• Strengthening evaluation in the policy cycle would allow for informed SME policy making. Although monitoring of SME support programmes is already well established across the region, systematic evaluation of their efficiency and efficacy has yet to become embedded into the policy cycle. Given the increasing amount of state aid funnelled to SMEs, governments need to ensure they are making optimal use of public resources. Therefore, before they scale up existing support measures further, they should first assess their impact and identify those worth continuing.

  • Enhancing regulatory conditions for SMEs would contribute to their competitiveness. In spite of efforts to create a level playing field for SMEs, consideration of their unique needs has yet to be mainstreamed into policy making across the region. Regulatory impact analysis is not carried out regularly, even where legally required, and its use in gauging the impact of legislation on SMEs remains untapped. Governments need to intensify their engagement with the private sector in cutting red tape and when developing new policies affecting SMEs. Bankruptcy procedures could be made more efficient by reducing the time between liquidation and formal debt cancellation, to allow failed entrepreneurs to start new businesses. Furthermore, well-designed tax provisions are needed to reduce the disproportionate compliance burden imposed on SMEs by the tax system.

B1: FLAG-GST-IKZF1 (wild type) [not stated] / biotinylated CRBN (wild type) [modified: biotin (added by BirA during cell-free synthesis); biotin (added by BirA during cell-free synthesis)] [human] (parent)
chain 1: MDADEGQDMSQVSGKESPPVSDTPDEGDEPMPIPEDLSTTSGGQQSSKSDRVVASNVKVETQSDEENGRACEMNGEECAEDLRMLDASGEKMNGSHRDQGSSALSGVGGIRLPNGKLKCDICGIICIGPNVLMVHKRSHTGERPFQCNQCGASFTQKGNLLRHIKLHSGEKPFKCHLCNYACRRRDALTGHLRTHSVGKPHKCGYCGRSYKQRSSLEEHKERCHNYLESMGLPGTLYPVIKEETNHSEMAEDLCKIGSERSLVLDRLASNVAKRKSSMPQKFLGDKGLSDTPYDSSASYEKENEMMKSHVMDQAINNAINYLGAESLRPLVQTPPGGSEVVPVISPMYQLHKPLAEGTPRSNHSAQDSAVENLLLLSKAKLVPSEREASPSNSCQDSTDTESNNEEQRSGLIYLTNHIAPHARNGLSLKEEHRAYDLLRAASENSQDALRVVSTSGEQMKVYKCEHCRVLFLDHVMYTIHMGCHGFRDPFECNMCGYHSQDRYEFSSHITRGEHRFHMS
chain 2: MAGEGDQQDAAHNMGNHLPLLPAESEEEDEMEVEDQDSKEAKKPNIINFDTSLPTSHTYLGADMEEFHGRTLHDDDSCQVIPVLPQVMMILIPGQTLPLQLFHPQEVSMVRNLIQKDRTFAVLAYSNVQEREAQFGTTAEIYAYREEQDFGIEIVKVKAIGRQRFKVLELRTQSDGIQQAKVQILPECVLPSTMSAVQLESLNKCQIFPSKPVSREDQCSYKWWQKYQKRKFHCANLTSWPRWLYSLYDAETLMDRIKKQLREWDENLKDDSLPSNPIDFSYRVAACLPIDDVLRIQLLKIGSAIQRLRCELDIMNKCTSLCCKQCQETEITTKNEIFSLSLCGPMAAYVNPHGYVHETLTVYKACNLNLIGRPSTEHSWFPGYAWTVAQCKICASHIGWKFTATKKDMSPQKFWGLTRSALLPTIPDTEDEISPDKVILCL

• Supporting SMEs to scale up would enhance their productivity. SMEs in many of the region’s economies have barely grown in terms of their share of employment or value added compared to large enterprises. Thus, a co-ordinated policy approach is needed to help SMEs further improve their productivity and to scale up. To that end, systems to understand the demand for and supply of skills need to be strengthened across the region to better identify SMEs’ needs and devise training programmes accordingly. Credit guarantee schemes and greater use of alternative financial instruments would further enable SMEs to grow by facilitating their access to finance. Initiatives to raise awareness among SMEs of the advantages of greening their activities should be implemented with a view to improving productivity. Governments also need to actively promote links between multinational firms and SMEs since these partnerships can be instrumental to SME growth.

  • Expanding regional co-operation over SME development would help economies make better use of their resources and reap the benefits of enhanced economic integration. Given the size of the Western Balkan economies, better regional co-operation in providing certain resources – such as innovation and quality infrastructure – would be a cost-efficient way to help them scale up beyond their domestic capacities. Doing so would also underpin economic integration efforts, contributing to enhanced intra-regional trade, as well as the creation of knowledge-sharing networks.

These recommendations should serve as a blueprint for the Western Balkans and Turkey in removing barriers to SME development and unleashing their potential to drive inclusive economic growth